Extending The Burn Life of Your Barbecue
It’s a hot summer’s day and you’ve decided to have a barbecue. You spend the day before battling your way through the supermarket to pick up meat, or popping to your local butchers for some tastier cuts and supporting your local economy. Next you spend time preparing your food for cooking, while also getting utensils, sauces and the drinks on hand too. You begin to cook as people start arriving and everyone loves your food, except as you go to put the second batch of sausages on you find that your barbecue has sputtered out and is going cold. What has happened?
Is it rain? No, it’s more likely that the life of the fire just isn’t that long depending on various factors. Here’s what you can do to extend its life so you don’t end up disappointing your guests as you take the time to try and re-light it. Knowing my luck it would then start raining too!
Before you even strike the match to light your barbecue you should clean it properly. Your barbecue could be full of gunk like old food and bits of coal, which will lower the effectiveness of its burn and is pretty unhealthy to begin with. Get hold of a brush that has brass bristles, and use it to scrub off anything that shouldn’t be there. Rinse it off with hot water, and it can also be finished off with a can of barbecue polisher. It’s best to do all this straight after using your barbecue, but even if you do give your barbecue a quick clean if it’s been sitting there unused for months.
Pick the Best Charcoal
I would always recommend using charcoal over other substances such as wood chips or pellets; they burn better and, in my opinion, give the food a better taste. Higher quality charcoal will burn for a lot longer than cheap and often low quality, charcoal. Just a few quid more will effectively extend its life, hopefully getting you through the barbecue without a hitch.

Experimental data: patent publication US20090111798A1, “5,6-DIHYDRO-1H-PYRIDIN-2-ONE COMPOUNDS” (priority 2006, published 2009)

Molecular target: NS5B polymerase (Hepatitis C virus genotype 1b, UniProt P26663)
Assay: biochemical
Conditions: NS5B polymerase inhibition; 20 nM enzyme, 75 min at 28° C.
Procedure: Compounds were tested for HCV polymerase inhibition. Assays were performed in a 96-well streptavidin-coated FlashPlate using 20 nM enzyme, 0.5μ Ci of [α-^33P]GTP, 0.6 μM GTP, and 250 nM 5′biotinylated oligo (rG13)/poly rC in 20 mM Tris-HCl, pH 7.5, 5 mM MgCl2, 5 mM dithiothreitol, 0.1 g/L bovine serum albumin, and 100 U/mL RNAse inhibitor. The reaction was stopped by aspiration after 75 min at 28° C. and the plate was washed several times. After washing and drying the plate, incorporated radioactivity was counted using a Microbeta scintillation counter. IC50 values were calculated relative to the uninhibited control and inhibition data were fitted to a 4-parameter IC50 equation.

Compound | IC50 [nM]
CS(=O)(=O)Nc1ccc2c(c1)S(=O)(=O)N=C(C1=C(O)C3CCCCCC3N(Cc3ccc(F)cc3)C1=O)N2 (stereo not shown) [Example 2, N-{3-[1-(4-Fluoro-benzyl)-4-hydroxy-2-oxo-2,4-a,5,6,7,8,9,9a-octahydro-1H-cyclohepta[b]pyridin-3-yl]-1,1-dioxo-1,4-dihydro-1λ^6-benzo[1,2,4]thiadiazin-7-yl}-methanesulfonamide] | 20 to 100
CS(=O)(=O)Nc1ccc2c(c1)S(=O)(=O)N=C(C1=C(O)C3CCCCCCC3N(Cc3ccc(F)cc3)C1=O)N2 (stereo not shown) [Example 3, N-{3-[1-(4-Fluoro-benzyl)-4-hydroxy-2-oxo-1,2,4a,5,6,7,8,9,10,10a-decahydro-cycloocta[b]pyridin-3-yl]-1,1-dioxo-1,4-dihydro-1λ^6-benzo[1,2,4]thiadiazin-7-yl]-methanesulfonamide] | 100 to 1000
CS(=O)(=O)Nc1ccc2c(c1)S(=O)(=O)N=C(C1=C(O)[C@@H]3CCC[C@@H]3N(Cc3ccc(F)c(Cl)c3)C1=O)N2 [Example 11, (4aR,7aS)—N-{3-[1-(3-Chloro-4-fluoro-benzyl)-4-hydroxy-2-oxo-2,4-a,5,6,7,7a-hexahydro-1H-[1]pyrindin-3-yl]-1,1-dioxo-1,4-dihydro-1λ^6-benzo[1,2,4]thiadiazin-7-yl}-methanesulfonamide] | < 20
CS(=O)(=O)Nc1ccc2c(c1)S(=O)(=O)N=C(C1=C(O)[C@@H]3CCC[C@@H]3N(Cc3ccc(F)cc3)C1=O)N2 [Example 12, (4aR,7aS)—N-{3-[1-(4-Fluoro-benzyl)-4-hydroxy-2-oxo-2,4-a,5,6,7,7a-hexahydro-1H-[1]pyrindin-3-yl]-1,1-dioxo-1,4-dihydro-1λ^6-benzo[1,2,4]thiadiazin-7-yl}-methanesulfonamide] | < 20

Before you pour the coal, line the bottom of the grill with some aluminium foil, as this helps trap the heat in. A grate or pan (if provided) should also be placed at the bottom to keep the coal off the surface, which improves air flow and leads to a longer burn.
Next up, grab your coal and stack it into a pyramid shape so the coal is tightly packed and the heat stays close. Spray lighter fluid evenly across this stack and leave to burn for around 30 to 45 minutes. You’ll know when the coal is ready as it will be covered in a film of white ash, at which point you should spread the coal out evenly across the cooking area. Don’t add more lighter fuel past this point as you’ll just end up wetting the already burned parts and putting the fire out. Instead, move the coal around every few minutes to speed up heating and also prolong its ability to cook.
It may take some trial and error to get your exact cooking time perfect, but I think that’s the joy in barbecuing as not everything always goes perfectly to plan. I have more than a few burnt sausages to my name to know that.
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